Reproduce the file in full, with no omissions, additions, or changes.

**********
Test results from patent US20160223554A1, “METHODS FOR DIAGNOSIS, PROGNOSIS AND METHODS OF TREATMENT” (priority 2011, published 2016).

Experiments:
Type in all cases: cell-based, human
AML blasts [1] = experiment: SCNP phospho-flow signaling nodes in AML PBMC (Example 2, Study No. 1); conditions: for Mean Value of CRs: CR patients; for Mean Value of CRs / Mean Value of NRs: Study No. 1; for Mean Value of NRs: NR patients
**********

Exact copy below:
Test results from patent US20160223554A1, “METHODS FOR DIAGNOSIS, PROGNOSIS AND METHODS OF TREATMENT” (priority 2011, published 2016).

Experiments:
Type in all cases: cell-based, human
AML blasts [1] = experiment: SCNP phospho-flow signaling nodes in AML PBMC (Example 2, Study No. 1); conditions: for Mean Value of CRs: CR patients; for Mean Value of CRs / Mean Value of NRs: Study No. 1; for Mean Value of NRs: NR patients